First Impressions of Korea in 1997 and Korean Culture
Lawrence Dumpit was not a lot to go off base when he went to Camp Casey until he was given a one-week training about the Korean culture including the food, language, and civilians. The living conditions in Camp Casey were old WWII barracks because they were the oldest on the base and it was a lot better than the Koreans living in one room. He was paid 3,000 dollars a month.
Leon “Andy” Anderson
Leon "Andy" Anderson explains that he entered the Korean War in 1953. He explains his job to patrol the lines for line-crossers and guerrillas. He shares how he was also sent to French Indochina to assist the French. He shares how he was not part of the front lines.
Twenty Degrees Below
Leon "Andy" Anderson describes his time in Korea. He describes forming into boat units in freezing temperatures and landing in Korea to live in just a thin tent. He describes giving the order for his men to gather what they could in order to make life better inside the tent. He explains what resources they found. He shares how even when the went to the range to practice the weapons would be frozen.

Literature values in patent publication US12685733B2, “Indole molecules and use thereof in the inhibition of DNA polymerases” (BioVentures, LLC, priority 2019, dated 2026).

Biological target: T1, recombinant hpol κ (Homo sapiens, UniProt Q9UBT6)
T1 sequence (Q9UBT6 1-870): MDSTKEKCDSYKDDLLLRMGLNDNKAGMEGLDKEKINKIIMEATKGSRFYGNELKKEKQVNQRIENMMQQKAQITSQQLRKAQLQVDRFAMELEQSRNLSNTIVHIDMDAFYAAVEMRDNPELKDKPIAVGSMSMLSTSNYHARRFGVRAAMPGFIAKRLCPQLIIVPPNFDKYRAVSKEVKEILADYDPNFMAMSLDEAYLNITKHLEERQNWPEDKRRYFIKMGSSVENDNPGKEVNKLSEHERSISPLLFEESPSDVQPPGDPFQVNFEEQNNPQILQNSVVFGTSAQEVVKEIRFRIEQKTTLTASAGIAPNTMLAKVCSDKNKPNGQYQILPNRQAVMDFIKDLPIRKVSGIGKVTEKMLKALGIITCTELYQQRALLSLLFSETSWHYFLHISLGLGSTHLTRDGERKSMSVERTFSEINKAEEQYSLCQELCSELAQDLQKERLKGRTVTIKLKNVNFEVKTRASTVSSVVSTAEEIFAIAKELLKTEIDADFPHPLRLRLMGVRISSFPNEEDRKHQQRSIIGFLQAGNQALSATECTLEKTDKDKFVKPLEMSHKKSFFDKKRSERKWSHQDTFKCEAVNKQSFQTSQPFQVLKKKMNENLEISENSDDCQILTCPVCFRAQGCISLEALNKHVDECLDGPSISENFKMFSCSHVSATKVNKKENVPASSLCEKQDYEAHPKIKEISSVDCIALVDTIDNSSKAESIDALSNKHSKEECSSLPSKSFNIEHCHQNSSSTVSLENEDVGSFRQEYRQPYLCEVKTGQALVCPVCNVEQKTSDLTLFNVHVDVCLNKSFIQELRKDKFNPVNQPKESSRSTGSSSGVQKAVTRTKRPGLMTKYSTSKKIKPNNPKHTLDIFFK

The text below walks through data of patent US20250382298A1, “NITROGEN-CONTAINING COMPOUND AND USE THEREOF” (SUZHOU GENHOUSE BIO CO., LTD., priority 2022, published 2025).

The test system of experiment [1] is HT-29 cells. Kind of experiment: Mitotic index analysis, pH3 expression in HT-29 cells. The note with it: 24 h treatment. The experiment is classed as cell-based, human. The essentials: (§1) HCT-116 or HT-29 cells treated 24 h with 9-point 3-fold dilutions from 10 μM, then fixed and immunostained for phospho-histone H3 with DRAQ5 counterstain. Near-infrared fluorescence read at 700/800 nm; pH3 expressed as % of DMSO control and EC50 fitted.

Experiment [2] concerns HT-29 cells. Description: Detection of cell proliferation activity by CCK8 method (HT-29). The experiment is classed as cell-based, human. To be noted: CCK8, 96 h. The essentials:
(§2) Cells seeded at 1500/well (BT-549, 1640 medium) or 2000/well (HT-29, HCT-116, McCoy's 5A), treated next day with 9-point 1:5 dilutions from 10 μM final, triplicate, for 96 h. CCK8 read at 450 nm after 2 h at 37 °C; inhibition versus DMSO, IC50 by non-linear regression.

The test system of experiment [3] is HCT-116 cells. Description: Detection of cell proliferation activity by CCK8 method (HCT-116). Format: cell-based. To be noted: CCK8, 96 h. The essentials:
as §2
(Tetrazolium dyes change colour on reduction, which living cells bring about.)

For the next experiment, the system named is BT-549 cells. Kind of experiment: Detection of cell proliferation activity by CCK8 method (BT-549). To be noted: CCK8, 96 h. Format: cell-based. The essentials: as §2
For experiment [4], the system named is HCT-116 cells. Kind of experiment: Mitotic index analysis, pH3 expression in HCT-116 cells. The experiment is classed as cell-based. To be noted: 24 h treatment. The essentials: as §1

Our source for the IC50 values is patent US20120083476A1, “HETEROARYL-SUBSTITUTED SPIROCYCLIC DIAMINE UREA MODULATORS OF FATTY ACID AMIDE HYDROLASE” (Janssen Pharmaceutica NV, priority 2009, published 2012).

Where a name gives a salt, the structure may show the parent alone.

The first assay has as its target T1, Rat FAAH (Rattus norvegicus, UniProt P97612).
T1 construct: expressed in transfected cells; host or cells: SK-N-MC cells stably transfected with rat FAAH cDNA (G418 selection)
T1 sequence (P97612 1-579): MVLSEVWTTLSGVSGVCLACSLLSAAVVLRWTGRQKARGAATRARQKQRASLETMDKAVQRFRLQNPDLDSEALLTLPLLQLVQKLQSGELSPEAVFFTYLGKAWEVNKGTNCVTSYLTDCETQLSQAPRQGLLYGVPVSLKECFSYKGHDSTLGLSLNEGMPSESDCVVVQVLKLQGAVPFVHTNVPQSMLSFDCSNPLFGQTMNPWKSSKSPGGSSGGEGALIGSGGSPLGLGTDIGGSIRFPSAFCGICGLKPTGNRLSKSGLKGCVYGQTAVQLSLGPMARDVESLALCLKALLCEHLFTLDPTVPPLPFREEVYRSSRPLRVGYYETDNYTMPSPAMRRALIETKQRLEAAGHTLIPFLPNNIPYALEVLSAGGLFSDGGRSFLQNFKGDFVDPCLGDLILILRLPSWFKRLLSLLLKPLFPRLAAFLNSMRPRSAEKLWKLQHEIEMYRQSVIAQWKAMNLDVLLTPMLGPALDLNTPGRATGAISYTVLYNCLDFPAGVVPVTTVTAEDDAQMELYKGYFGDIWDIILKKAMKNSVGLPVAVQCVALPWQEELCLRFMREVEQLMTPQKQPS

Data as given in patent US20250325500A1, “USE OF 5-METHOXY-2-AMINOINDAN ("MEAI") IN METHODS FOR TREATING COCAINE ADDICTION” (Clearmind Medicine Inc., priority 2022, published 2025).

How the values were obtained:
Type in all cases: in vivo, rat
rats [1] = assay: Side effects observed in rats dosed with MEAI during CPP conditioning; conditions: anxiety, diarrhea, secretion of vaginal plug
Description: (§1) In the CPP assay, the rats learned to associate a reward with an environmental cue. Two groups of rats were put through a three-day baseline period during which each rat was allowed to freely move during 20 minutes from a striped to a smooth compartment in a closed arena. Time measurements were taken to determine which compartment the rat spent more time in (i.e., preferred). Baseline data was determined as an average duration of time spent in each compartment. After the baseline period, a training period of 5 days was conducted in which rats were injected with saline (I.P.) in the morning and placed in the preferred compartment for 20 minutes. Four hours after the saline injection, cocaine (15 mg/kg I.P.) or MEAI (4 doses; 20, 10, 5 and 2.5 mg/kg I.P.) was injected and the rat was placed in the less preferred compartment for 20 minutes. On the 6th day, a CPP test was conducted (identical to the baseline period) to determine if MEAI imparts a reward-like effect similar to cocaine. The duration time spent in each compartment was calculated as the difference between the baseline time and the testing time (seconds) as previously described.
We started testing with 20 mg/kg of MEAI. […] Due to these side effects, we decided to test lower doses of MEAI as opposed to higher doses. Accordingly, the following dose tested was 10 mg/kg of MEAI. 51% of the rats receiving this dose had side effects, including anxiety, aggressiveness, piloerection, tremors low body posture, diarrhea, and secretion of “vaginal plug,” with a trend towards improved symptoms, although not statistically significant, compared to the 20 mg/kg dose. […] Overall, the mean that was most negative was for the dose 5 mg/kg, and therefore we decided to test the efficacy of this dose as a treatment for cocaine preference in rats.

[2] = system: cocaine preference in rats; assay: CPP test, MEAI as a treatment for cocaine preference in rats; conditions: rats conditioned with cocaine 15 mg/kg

Leon "Andy" Anderson shares his experience being there for the Armistice in July 1953. He explains how he was near the front lines in the recon rear area. He shares how the Chinese and North Koreans were shooting at the US troops all the way up to the last minute before the Armistice. He shares how he celebrated the end of the war.
Armistice Signed, But Fighting Continued
Leonard Laconia mentioned how bad the fighting was from 1950 through 1951, but when talk of armistice was being discussed in 1951, no one wanted to take a chance of dying. Therefore, none of the soldiers showed interest in the armistice. After the Armistice was signed in 1953, territory along the DMZ had many battles that continued to secure and occupy any land.
Leslie John Pye
Covering Little Gibraltar
Leslie Pye provides a description of his experience as a signaler covering Hill 355, known as Little Gibraltar, in the Battle of the Hook. He offers an overview of the amount of artillery activity during the period of March to the end of April 1953. He does not recall receiving incoming fire but did experience a projectile exploding just outside of one of their gun barrels.
Reassignment to the British Royal Tank Unit